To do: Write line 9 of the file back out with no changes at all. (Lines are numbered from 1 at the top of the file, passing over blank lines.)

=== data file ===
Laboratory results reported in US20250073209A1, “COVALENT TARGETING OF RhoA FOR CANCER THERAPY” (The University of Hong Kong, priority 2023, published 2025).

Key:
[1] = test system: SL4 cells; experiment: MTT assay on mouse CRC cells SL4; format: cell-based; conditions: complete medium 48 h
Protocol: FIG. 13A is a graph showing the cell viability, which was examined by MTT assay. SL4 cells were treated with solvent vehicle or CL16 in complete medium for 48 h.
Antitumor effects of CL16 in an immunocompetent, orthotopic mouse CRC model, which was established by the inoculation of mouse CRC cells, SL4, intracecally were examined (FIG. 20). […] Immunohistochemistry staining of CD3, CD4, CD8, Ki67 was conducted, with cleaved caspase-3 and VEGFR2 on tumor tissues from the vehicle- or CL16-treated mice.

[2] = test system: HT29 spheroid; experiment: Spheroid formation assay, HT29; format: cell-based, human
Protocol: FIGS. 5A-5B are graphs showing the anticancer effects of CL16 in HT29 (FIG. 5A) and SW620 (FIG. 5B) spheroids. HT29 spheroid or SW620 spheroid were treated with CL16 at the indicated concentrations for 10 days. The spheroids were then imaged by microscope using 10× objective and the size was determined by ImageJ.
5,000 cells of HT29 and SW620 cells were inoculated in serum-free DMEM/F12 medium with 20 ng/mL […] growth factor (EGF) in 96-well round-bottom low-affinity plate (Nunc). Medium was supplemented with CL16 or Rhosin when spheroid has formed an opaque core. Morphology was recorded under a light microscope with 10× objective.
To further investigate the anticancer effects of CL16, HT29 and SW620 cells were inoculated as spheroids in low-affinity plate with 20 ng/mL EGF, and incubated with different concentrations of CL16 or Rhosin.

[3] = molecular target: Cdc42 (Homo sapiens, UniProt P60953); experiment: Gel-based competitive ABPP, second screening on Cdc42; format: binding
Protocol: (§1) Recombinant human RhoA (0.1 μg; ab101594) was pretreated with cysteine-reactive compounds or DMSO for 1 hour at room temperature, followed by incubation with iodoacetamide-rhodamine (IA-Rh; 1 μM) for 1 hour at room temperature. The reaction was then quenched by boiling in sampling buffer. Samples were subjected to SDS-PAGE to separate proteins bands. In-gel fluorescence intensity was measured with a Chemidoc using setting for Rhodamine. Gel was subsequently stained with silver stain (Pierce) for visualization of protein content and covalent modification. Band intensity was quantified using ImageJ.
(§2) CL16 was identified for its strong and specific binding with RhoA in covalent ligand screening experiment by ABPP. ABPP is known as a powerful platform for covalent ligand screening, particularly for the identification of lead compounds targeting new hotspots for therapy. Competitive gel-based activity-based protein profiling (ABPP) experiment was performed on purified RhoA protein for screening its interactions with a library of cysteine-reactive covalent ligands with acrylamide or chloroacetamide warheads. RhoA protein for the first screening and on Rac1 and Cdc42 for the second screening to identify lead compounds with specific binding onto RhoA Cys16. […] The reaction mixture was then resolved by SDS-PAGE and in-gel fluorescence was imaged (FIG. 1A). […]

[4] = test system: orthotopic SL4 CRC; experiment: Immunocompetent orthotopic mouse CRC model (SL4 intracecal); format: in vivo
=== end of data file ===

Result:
To further investigate the anticancer effects of CL16, HT29 and SW620 cells were inoculated as spheroids in low-affinity plate with 20 ng/mL EGF, and incubated with different concentrations of CL16 or Rhosin.